Sales both big and small are in the retail headlines, with Conagra to purchase packaged food rival Pinnacle, and the Co-op to buy four Waitrose stores marked for closure. The Australian state of Victoria is rolling out a plastic bag ban, and in Britain, beer is rationed due to an international shortfall of carbon dioxide. Enjoy the read, and don't forget to share.




Thursday, 28 June 2018





Hello ,

Sales both big and small are in the retail headlines, with Conagra to purchase packaged food rival Pinnacle, and the Co-op to buy four Waitrose stores marked for closure. The Australian state of Victoria is rolling out a plastic bag ban, and in Britain, beer is rationed due to an international shortfall of carbon dioxide. Enjoy the read, and don't forget to share.




US & Canada


Pinnacle purchase ▪ Packaged food company Conagra has said that it will buy Pinnacle Foods for USD 8.1 billion, creating a frozen food powerhouse with a market capitalisation of USD 23 billion. The deal will see Chicago-based Conagra adding brands including Birds Eye and Hunt's ketchup to its line-up.



Caffeine bites ▪ The Coffee Bean & Tea Leaf plans to open 100 franchise locations in New York over the coming decade. The Los Angeles based company will open its first stores in Manhattan this year. Competitor Starbucks has relaunched its Teavana brand as a line of packaged teas in retail stores.



Entering toy town ▪ Party supply chain Party City will open around 50 Toy City pop ups through September. The stores, which will sit alongside the chain's Halloween City shops and run through the holiday season, mark an attempt to fill the void in the toy industry left by the demise of Toys R Us.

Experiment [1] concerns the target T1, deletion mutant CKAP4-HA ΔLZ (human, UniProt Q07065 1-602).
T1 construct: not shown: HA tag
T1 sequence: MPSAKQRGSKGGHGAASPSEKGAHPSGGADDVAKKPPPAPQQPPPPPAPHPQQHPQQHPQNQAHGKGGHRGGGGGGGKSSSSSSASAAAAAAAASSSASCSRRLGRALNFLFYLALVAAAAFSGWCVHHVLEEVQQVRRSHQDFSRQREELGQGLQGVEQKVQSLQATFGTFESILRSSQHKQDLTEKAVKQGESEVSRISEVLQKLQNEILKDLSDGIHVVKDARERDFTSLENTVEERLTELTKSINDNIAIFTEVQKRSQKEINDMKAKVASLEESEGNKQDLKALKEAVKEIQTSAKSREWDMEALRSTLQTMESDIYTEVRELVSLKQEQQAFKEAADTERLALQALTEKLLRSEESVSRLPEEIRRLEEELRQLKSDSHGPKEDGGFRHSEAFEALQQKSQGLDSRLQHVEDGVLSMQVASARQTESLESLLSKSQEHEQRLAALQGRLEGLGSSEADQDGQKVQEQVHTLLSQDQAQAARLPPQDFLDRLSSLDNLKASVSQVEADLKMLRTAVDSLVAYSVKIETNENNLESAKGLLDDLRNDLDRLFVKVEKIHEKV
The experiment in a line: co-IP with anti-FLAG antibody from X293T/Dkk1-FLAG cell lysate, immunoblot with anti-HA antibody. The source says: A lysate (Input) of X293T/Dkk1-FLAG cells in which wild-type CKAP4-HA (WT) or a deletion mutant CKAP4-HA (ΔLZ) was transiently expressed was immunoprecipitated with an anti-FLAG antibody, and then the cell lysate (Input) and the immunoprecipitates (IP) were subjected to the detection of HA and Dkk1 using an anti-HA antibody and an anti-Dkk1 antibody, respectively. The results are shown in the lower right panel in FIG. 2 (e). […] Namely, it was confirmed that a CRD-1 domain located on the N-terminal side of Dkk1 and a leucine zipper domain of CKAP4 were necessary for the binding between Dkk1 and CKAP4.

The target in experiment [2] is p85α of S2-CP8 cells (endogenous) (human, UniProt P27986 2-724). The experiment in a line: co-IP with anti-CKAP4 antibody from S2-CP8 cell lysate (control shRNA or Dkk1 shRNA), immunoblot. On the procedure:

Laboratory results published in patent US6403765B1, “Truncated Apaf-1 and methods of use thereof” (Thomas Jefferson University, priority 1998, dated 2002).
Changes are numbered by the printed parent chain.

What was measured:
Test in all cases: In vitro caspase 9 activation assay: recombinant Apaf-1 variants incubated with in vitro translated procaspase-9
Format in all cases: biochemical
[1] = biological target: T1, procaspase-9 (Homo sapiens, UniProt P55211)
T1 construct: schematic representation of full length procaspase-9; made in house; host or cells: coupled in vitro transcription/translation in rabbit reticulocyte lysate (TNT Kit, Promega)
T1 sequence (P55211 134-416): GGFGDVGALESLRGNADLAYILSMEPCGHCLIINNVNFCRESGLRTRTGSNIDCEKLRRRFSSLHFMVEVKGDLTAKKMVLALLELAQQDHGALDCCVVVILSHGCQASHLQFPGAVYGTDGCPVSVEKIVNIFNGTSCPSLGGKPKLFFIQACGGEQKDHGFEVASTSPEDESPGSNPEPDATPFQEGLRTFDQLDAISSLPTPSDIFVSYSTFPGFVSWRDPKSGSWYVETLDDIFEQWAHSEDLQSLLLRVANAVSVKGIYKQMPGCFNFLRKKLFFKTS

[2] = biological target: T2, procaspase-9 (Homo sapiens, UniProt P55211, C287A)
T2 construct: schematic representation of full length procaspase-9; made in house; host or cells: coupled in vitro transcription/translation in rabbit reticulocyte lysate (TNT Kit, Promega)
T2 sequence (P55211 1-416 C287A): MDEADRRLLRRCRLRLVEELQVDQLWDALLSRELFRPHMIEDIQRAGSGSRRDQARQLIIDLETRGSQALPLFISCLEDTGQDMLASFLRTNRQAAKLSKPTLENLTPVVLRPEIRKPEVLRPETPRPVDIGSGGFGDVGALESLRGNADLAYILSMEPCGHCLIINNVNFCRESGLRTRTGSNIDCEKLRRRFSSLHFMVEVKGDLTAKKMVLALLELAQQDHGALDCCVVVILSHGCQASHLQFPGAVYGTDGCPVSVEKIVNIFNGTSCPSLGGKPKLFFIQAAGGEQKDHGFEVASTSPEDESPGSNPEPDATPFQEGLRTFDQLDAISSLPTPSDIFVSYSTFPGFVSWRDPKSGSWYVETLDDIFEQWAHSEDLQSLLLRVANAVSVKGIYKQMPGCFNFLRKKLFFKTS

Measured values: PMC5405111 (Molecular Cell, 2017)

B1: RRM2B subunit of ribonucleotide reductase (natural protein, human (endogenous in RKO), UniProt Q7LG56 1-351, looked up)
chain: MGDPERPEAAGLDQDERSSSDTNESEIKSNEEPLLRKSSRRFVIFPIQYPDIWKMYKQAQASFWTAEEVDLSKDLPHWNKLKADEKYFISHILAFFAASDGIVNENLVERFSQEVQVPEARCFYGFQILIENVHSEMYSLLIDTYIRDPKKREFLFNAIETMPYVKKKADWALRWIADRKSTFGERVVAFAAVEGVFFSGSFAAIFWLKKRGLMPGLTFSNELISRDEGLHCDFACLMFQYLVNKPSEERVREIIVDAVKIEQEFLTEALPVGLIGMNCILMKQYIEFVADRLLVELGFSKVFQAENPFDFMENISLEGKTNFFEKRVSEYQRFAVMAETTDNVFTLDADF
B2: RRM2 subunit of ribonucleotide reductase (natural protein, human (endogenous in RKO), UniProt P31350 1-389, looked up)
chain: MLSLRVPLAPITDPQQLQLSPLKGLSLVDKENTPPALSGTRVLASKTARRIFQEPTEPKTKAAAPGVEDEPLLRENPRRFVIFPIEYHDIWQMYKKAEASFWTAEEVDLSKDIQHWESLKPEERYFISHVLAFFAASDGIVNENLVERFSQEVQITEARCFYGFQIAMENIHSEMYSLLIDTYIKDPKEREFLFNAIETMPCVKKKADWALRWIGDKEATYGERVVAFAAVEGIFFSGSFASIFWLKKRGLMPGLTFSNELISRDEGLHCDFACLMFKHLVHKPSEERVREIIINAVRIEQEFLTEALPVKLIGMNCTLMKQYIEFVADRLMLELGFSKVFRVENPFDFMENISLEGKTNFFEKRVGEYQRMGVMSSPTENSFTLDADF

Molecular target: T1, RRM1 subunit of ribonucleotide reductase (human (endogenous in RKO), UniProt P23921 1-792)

Europe


Jobs saved ▪ The Co-op has said that it will purchase four Little Waitrose convenience stores earmarked for closure by parent company John Lewis. The department store chain had earlier announced plans to close five Waitrose locations following profit warnings.



Drink rationing ▪ Booker, the UK's biggest wholesaler, has begun limiting sales of beer, cider, and soft drinks, in the face of both soaring demand due to a heatwave and World Cup fever, as well as a dearth of supplies caused by an international shortage of food-grade carbon dioxide gas.



No need for perfect ▪ Sales of Morrisons' fruit and veg range are anything but misshapen, with year on year sales of imperfect produce triple what they were the same time last year. The supermarket now sells about 500 tonnes of wonky fruit and veg per week.



Sustainability shift ▪ Coop Danmark will give away 700,000 reusable bags to its customers, as well as deposit a DKK 1 bonus into the accounts of members each and every time they use the new carriers. The remaining bags will be sold at their regular price of DKK 10.




Asia & Australia


Green grocers ▪ Victoria will roll out a ban on all plastic shopping bags less than 35 microns in thickness by the end of 2019. Woolworths and Coles have dismissed the idea of allowing shoppers to bring their own containers for meat and fish on health and safety grounds, after Morrisons introduced a similar scheme in the UK.



Discounts and delivery ▪ Japanese convenience chain Lawson will end delivery of fresh food to online shoppers, citing rising shipping costs and low demand. South Korean hypermarket operator E-Mart is launching a new discount store brand based on Japanese retailer Don Quijote.




Food glorious food


Power protein ▪ Irish beef producer ABP has teamed up with Warner Brothers to launch a range of DC superhero-branded burgers and sausages for the UK market, in a move designed to draw younger consumers to the red meat market.



Carnival cookies ▪ Americans will no longer have to wait a year for a State Fair classic, with Walmart now stocking a boxed version of deep fried Oreos in its frozen food aisle. The snacks will be available in two flavours – chocolate and vanilla.